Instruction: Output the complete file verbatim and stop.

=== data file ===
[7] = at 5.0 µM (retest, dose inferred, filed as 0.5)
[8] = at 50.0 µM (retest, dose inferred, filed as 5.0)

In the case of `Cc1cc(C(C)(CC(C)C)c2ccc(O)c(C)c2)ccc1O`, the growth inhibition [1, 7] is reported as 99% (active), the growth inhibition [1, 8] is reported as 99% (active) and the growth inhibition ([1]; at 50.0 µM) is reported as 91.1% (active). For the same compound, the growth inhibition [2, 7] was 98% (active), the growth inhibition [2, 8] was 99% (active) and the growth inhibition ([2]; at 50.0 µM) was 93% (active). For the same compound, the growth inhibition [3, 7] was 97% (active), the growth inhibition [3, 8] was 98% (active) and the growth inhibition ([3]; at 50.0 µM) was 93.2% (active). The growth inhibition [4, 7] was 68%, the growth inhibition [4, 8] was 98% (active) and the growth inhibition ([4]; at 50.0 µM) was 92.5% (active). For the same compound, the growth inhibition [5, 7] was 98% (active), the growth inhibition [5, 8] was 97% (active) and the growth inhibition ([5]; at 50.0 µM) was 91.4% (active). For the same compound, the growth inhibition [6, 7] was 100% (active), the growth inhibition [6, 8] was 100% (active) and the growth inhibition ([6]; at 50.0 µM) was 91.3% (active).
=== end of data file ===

[7] = at 5.0 µM (retest, dose inferred, filed as 0.5)
[8] = at 50.0 µM (retest, dose inferred, filed as 5.0)

In the case of `Cc1cc(C(C)(CC(C)C)c2ccc(O)c(C)c2)ccc1O`, the growth inhibition [1, 7] is reported as 99% (active), the growth inhibition [1, 8] is reported as 99% (active) and the growth inhibition ([1]; at 50.0 µM) is reported as 91.1% (active). For the same compound, the growth inhibition [2, 7] was 98% (active), the growth inhibition [2, 8] was 99% (active) and the growth inhibition ([2]; at 50.0 µM) was 93% (active). For the same compound, the growth inhibition [3, 7] was 97% (active), the growth inhibition [3, 8] was 98% (active) and the growth inhibition ([3]; at 50.0 µM) was 93.2% (active). The growth inhibition [4, 7] was 68%, the growth inhibition [4, 8] was 98% (active) and the growth inhibition ([4]; at 50.0 µM) was 92.5% (active). For the same compound, the growth inhibition [5, 7] was 98% (active), the growth inhibition [5, 8] was 97% (active) and the growth inhibition ([5]; at 50.0 µM) was 91.4% (active). For the same compound, the growth inhibition [6, 7] was 100% (active), the growth inhibition [6, 8] was 100% (active) and the growth inhibition ([6]; at 50.0 µM) was 91.3% (active).